White House Ghosts: Presidents and Their Speechwriters

How John F. Kennedy’s most illustrious speeches were constructed.

John F. Kennedy delivering his inaugural address.

John F. Kennedy delivering his inaugural address.

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For many years, Robert Schlesinger accompanied his father, Arthur Schlesinger Jr., the late historian and former adviser to John F. Kennedy, to gatherings of the Judson Welliver Society of former presidential speechwriters (Welliver was the first such writer). Schlesinger, a U.S. News deputy editor, soon became fascinated by the untold stories of this obscure craft. In his new book, White House Ghosts, Schlesinger, who interviewed 90 speechwriters and other key officials and collected nearly 30,000 pages of Oval Office documents, shines a light on some of the most iconic presidential speeches and the men and women who shaped them—like another Kennedy aide, Ted Sorensen.

On Nov. 8, 1960, Sen. John F. Kennedy edged Vice President Richard M. Nixon, achieving a 120,000-vote plurality out of more than 68 million cast. Kennedy and his closest adviser and top aide, Ted Sorensen, commenced work on his inaugural address. Solicit suggestions, Kennedy said, and keep it short; make it forward looking, JFK said, marking the generational change for which he had campaigned.

On Thanksgiving 1960, a little over two weeks after the election, the newly minted White House special counsel dined at the home of his friend and deputy, Myer "Mike" Feldman. Retiring to Feldman's study, he made a first pass at the inaugural. Over the next month and a half, Sorensen worked on it in odd snatches of time. On December 23, he sent a Western Union telegram to 10 people, including former Illinois governor Adlai Stevenson, who had been the Democratic standard-bearer in 1952 and 1956; economist John Kenneth Galbraith; and three future Kennedy cabinet secretaries—Secretary of State Dean Rusk, Secretary of Labor Arthur Goldberg, and Secretary of the Treasury Douglas Dillon—soliciting their advice.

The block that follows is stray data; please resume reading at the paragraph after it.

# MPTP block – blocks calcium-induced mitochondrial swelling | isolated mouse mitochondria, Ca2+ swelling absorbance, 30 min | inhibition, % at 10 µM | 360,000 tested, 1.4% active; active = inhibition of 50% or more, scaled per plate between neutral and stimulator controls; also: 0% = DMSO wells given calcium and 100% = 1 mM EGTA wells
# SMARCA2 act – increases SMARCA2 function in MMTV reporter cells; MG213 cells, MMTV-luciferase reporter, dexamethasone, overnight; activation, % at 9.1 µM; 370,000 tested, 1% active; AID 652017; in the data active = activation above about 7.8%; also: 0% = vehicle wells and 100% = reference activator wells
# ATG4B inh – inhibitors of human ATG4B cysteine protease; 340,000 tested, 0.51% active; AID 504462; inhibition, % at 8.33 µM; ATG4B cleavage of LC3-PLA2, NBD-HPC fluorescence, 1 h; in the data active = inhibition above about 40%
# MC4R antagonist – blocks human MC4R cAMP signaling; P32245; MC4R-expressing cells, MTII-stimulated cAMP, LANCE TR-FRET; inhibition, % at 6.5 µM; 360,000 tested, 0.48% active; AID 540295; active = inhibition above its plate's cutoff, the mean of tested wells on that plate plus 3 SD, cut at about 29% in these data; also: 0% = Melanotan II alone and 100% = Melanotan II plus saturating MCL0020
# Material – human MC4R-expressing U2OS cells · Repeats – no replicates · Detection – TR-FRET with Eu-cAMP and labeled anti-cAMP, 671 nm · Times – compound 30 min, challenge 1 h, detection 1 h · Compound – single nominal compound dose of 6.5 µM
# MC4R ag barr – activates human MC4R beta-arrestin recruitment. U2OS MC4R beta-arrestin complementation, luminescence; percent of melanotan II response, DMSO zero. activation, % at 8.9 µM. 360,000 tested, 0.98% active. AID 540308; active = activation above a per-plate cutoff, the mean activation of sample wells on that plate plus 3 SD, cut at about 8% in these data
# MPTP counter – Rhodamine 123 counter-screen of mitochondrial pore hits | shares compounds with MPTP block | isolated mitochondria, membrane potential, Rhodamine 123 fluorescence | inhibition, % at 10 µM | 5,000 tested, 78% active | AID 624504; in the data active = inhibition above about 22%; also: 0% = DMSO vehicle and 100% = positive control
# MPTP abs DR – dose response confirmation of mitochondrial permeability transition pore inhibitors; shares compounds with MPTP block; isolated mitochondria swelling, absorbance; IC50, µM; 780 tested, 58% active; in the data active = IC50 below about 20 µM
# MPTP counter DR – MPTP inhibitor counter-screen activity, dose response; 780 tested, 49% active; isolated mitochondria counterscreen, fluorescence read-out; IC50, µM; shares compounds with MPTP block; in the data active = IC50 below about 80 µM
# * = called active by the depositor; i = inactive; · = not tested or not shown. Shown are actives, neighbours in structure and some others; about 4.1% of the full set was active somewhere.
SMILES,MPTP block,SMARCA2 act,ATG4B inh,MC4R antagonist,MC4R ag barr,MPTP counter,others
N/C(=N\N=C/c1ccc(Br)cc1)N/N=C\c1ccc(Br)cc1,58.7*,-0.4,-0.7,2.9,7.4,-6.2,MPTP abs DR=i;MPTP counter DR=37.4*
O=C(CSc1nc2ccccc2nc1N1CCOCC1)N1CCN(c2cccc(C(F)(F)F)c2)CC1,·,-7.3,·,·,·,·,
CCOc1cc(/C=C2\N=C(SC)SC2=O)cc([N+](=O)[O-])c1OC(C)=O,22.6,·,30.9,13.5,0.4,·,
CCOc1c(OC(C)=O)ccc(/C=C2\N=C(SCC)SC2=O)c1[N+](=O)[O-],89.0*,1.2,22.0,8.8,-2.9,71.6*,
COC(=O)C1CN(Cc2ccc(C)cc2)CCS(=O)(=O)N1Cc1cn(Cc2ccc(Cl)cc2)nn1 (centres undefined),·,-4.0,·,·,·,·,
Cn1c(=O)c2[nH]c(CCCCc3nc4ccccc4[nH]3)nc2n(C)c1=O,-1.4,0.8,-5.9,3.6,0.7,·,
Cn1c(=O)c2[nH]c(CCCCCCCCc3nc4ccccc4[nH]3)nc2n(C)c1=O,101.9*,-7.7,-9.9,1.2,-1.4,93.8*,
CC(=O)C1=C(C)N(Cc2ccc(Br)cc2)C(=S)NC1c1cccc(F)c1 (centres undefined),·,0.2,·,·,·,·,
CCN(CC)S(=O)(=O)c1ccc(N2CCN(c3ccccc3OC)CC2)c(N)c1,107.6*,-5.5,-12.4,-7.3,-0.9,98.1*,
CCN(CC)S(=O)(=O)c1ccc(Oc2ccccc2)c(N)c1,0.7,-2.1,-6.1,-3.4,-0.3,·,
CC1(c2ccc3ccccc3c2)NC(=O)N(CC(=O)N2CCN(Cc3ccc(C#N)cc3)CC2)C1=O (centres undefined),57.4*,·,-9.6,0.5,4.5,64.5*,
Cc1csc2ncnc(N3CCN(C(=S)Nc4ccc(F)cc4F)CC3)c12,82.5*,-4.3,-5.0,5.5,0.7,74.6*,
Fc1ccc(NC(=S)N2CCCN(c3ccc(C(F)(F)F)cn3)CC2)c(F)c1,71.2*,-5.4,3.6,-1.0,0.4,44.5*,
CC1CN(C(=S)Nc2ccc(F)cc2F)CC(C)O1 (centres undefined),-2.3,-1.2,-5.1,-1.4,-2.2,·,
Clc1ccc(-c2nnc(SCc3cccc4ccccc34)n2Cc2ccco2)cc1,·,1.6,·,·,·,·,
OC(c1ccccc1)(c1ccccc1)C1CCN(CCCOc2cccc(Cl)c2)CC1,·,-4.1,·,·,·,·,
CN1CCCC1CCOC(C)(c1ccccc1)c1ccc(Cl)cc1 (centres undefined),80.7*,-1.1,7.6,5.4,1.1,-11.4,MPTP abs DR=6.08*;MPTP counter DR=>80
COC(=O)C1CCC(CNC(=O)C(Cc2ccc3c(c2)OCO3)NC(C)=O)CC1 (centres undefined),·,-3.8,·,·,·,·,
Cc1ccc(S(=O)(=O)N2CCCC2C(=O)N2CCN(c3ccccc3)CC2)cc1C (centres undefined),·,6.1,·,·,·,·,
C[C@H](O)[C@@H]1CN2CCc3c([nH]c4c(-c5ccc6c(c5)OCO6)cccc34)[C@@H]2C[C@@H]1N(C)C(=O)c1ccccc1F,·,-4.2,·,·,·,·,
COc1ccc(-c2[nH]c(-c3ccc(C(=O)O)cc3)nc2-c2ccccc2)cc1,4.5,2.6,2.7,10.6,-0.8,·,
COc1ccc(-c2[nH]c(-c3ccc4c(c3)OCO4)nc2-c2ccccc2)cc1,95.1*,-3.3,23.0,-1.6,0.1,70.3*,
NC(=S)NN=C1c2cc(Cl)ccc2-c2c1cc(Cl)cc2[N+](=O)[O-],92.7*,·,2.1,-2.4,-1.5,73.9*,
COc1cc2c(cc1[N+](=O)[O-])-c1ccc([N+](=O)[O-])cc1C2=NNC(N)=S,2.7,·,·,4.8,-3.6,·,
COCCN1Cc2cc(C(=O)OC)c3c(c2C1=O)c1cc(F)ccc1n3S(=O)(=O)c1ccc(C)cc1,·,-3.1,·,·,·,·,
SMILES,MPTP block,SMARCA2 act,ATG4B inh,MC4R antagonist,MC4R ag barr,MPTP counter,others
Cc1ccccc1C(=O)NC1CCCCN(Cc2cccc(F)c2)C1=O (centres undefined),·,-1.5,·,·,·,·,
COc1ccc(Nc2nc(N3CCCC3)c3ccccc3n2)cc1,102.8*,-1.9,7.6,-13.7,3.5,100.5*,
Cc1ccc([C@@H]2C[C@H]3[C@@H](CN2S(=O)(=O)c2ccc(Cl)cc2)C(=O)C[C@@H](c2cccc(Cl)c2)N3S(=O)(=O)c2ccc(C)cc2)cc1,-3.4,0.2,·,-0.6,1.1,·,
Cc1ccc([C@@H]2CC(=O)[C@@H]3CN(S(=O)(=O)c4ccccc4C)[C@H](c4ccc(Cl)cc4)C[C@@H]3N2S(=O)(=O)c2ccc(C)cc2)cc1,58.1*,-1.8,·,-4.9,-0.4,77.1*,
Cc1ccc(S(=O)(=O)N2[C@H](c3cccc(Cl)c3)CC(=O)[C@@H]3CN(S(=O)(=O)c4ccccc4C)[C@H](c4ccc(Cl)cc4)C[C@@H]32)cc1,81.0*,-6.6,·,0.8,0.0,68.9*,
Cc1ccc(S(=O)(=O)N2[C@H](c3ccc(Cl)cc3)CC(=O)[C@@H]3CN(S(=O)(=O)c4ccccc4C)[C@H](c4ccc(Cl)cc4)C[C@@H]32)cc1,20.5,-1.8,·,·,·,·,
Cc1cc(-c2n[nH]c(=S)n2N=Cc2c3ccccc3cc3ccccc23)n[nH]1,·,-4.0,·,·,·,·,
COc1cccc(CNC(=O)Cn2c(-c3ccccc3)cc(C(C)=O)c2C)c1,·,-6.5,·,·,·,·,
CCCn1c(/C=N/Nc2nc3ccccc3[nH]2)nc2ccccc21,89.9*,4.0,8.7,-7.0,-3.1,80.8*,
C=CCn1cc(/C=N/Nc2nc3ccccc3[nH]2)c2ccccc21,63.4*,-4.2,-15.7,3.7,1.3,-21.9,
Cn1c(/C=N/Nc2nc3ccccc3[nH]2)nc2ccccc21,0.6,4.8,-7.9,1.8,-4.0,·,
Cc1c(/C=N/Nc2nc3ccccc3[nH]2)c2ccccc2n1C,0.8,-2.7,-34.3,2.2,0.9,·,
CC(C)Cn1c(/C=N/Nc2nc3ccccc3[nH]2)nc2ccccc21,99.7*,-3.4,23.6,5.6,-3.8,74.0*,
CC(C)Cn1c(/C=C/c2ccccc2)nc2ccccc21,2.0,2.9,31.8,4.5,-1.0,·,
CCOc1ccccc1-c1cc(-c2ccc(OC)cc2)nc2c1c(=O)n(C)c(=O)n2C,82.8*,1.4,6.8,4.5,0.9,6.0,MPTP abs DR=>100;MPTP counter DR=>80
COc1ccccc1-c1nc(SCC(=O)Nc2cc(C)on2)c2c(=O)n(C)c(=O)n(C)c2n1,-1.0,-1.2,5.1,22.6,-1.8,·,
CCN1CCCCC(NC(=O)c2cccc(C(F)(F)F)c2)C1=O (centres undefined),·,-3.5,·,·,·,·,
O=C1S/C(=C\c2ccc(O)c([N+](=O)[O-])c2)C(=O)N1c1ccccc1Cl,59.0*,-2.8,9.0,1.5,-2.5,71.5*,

The president-elect flew down to Palm Beach on January 10. Sorensen had given him a six-page typed draft of the inaugural address. It contained the final basic structure and at least rough versions of many of the memorable phrases of the inaugural address. "So let the word go forth to all the world—and suit the action to the word—that this generation of Americans has no intention of becoming soft instead of resolute, smug instead of resourceful, or citizens of a second-rate power," the draft read, as compared with the final version: "Let the word go forth from this time and place, to friend and foe alike, that the torch has been passed to a new generation of Americans—born in this century, tempered by war, disciplined by a hard and bitter peace, proud of our ancient heritage—and unwilling to witness or permit the slow undoing of those human rights to which this nation has always been committed, and to which we are committed today at home and around the world."

Several contributors' work was in this draft. Sorensen liberally borrowed from Stevenson and Galbraith (whose "We shall never negotiate out of fear. But we shall never fear to negotiate" became the more exhortative "Let us never negotiate out of fear. But let us never fear to negotiate").

Using Sorensen's draft as a starting point, Kennedy dictated to his secretary another version of the speech that included important new material (a generation "born in this century—tempered by the war" and a willingness to "pay any price, bear any burden, meet any hardships, support any friend, oppose any foe"). He inserted several pages from the Sorensen draft, encompassing much of the body of the speech.

"Ask not." An early version of the famous "ask not" passage appeared in the Sorensen draft. Like other timeless sentiments, variations of this phrase had been expressed before. For example, Supreme Court Justice Oliver Wendell Holmes had said in 1884: "It is now the moment when by common consent we pause to become conscious of our national life and to rejoice in it, to recall what your country has done for each of us, and to ask ourselves what we can do for our country in return."

Kennedy had considered the idea at least as early as 1945. He had tried different riffs on it during the presidential campaign: Speaking on national television on September 20, he said, "We do not campaign stressing what our country is going to do for us as a people. We stress what we can do for the country, all of us."